“[T]hese funds are not fungible. In other words, these funds provided by the federal government or foundations are specifically designated for the anti-poverty programs mentioned above, and cannot be used for any purpose other than that stated in the grant. If CRS and CARE had not received these grants, they would not have undertaken these programs. Therefore, the funds can in no way be described as “freeing up” money for either CRS or CARE to engage in other activities. Description of such funding being fungible is simply wrong.”
The third point Rivera made is that CRS has strict processes of vetting the morality of their work. They entrust a third-party reviewer, the highly-respected National Catholic Bioethics Center (NCBC) to review their work each year:
“CRS has consulted with Dr. John Haas of the National Catholic Bioethics Center, an expert in moral theology who is a member of the bishops’ pro-life committee, to review our grants (including grants with CARE) and he found that none of them constitutes support of or involvement in immoral activities.”
This speaks volumes to CRS’ commitment to Catholic teaching. It’s also a direct and clear refutation of LifeSiteNews’s accusations that CRS funded contraception and abortion.
After Rivera’s cogent response, I expected LifeSiteNews and its commenters to retract their charges. I even wondered whether LifeSite might issue a formal apology.
Yet they didn’t. Instead, the next day they responded with a second article reaffirming the original charges. The new article, however, contained some interesting analysis from Dr. John Haas—the same Dr. Haas who CRS cited in their defense. Since part of Rivera’s argument was that Dr. Haas and the NCBC had reviewed the CARE grant and found nothing immoral, Haas’ opinions hold special weight. Here’s what LifeSiteNews had to say:
“In a follow-up statement on July 24th, CRS states that after reviewing all of their grants, Haas “found that none of them constitutes support of or involvement in immoral activities.”
But when LifeSiteNews contacted Dr. Haas he revealed a very different picture.
Dr. Haas told LifeSiteNews that when he reviewed the proposed donation to CARE it was “of grave concern to me.”
While Haas noted that the NCBC assessment did not dispute that CARE’s project was laudable nor that the monies were non-fungible, he opposed the grant because of the scandal it would cause. His main concern was the stridently pro-abortion stances taken by CARE’s president and CEO, Helene D. Gayle.”
Note that Dr. Haas’ new comments do not contradict any of CRS’ claims. Nor do they “reveal a very different picture.” CRS asserted the NCBC reviewed their projects and partnerships and found nothing immoral, which Haas affirmed. That Haas expressed subjective concern and personally advised against the partnership has no bearing on its objective morality.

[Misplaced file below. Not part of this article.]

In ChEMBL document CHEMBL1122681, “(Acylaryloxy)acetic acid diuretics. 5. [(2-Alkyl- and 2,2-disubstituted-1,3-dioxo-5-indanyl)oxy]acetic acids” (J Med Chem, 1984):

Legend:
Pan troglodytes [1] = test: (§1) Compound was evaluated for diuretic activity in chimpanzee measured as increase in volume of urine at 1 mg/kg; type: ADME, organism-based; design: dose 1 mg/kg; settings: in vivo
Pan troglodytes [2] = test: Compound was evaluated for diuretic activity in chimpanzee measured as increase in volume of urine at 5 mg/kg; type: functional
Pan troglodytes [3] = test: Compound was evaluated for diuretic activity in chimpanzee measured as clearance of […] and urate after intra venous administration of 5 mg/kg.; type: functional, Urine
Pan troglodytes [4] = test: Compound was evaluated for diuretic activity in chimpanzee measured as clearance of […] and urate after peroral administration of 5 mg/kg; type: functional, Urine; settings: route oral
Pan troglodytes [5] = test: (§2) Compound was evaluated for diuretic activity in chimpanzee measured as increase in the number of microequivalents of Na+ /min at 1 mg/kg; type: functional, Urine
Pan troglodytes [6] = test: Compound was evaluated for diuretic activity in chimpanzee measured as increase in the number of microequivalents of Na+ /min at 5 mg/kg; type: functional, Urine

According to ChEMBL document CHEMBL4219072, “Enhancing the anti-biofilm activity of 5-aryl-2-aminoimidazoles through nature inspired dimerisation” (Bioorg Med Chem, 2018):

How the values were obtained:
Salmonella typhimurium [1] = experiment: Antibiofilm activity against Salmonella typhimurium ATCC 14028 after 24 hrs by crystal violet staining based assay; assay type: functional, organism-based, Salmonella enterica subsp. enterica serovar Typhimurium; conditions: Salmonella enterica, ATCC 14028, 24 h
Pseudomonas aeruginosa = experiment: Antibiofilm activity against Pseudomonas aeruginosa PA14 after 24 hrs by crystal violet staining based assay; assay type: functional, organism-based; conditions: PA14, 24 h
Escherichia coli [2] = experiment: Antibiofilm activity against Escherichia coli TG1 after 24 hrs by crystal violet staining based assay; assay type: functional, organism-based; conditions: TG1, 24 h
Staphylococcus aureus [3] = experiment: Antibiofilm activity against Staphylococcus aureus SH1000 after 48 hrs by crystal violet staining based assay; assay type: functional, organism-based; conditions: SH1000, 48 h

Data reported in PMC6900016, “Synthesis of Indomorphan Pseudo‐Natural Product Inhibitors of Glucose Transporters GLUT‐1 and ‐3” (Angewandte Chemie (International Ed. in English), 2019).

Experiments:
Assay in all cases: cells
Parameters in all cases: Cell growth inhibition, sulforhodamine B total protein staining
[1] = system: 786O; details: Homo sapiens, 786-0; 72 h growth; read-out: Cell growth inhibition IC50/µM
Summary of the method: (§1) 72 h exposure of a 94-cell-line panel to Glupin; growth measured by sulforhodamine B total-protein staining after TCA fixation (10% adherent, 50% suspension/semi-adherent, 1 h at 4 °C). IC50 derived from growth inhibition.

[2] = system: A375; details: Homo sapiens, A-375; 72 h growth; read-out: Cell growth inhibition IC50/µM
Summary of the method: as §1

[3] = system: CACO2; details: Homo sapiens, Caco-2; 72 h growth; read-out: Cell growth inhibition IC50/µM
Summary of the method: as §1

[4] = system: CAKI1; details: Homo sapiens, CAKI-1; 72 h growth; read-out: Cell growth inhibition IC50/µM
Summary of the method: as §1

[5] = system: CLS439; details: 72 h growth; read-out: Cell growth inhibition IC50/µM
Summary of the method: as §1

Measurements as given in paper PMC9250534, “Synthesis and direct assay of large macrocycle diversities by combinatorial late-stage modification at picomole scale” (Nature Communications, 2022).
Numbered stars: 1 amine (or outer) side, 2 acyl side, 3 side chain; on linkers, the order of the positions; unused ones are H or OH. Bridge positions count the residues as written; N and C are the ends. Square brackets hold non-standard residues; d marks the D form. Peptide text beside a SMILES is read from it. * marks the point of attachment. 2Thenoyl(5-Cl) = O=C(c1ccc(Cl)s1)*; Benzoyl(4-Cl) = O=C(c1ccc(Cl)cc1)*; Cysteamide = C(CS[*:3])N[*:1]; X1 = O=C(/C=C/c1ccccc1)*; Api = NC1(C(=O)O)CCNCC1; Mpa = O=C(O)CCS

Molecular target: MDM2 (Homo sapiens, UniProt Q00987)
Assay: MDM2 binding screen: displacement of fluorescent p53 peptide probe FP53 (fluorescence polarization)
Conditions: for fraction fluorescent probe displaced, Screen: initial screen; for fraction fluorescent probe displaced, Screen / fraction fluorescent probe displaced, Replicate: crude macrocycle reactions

Imprudent, but Not Immoral
With the backstory clear, I’d like to offer my own defense of the morality of CRS’ partnership, but I need to make several things clear.
First, I’m a huge fan of LifeSiteNews. I think they do incredible work in defense of the unborn, and they’re a bright light for the Church. God bless them for their work.
Second, I think LifeSite has good intentions in this case. They don’t want the Church to reject sin verbally while supporting it financially; in essence they don’t want hypocrisy. And I’m with them there. Donations from Catholics should never be applied to anything counter to Church teaching. If in fact CRS channeled donations to support abortion or contraception, the group deserves nothing less than firm repudiation.
Third, I’m no moral theologian. I’ve read a lot of Catholic moral theology and consider myself well-versed, but I’m certainly open to critique.
Fourth and finallly, CRS is not the Catholic Campaign for Human Development (CCHD). The two have been lumped together in many discussions I’ve seen, but they’re worlds apart in terms of their commitment to Catholic identity. CCHD routinely used donations for projects directly counter to Church teaching—their partnership with ACORN being the most infamous. While I’ve personally worked on several CCHD projects locally, I strongly affirm the need for reform and I stopped donating because of it. Nevertheless, CCHD is not CRS.
With those qualifications, my contention is this: CRS’ partnership with CARE may have been imprudent, but it was certainly not immoral.
Was the partnership foolish? Sure. Was it avoidable? You bet. Did it stain CRS’ reputation? A big, definite yes.
But was it wrong? Was it unethical? Was it sinful or heretical in any way? No, across the board. And here are three reasons why: